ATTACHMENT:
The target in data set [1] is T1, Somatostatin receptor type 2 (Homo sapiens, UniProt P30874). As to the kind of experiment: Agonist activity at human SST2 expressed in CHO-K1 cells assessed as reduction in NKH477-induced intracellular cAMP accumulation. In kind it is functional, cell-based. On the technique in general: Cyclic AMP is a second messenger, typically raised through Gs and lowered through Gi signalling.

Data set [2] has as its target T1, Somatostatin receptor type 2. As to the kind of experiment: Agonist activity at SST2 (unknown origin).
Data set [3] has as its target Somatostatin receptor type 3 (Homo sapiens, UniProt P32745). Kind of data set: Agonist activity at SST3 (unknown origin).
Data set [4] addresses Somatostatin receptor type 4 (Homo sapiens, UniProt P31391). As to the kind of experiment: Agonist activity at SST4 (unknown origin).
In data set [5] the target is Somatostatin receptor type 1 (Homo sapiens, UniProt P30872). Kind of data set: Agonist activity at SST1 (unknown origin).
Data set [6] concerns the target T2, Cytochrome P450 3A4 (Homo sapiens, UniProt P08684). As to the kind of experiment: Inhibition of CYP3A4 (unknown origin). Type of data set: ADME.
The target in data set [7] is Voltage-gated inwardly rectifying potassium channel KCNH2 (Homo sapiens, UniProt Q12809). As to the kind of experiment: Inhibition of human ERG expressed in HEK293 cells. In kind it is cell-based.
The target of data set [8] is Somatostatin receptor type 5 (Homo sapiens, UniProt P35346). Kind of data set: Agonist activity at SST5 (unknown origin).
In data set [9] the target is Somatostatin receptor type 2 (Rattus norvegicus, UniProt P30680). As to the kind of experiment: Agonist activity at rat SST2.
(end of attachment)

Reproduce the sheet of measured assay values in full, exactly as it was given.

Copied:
The target in data set [1] is T1, Somatostatin receptor type 2 (Homo sapiens, UniProt P30874). As to the kind of experiment: Agonist activity at human SST2 expressed in CHO-K1 cells assessed as reduction in NKH477-induced intracellular cAMP accumulation. In kind it is functional, cell-based. On the technique in general: Cyclic AMP is a second messenger, typically raised through Gs and lowered through Gi signalling.

Data set [2] has as its target T1, Somatostatin receptor type 2. As to the kind of experiment: Agonist activity at SST2 (unknown origin).
Data set [3] has as its target Somatostatin receptor type 3 (Homo sapiens, UniProt P32745). Kind of data set: Agonist activity at SST3 (unknown origin).
Data set [4] addresses Somatostatin receptor type 4 (Homo sapiens, UniProt P31391). As to the kind of experiment: Agonist activity at SST4 (unknown origin).
In data set [5] the target is Somatostatin receptor type 1 (Homo sapiens, UniProt P30872). Kind of data set: Agonist activity at SST1 (unknown origin).
Data set [6] concerns the target T2, Cytochrome P450 3A4 (Homo sapiens, UniProt P08684). As to the kind of experiment: Inhibition of CYP3A4 (unknown origin). Type of data set: ADME.
The target in data set [7] is Voltage-gated inwardly rectifying potassium channel KCNH2 (Homo sapiens, UniProt Q12809). As to the kind of experiment: Inhibition of human ERG expressed in HEK293 cells. In kind it is cell-based.
The target of data set [8] is Somatostatin receptor type 5 (Homo sapiens, UniProt P35346). Kind of data set: Agonist activity at SST5 (unknown origin).
In data set [9] the target is Somatostatin receptor type 2 (Rattus norvegicus, UniProt P30680). As to the kind of experiment: Agonist activity at rat SST2.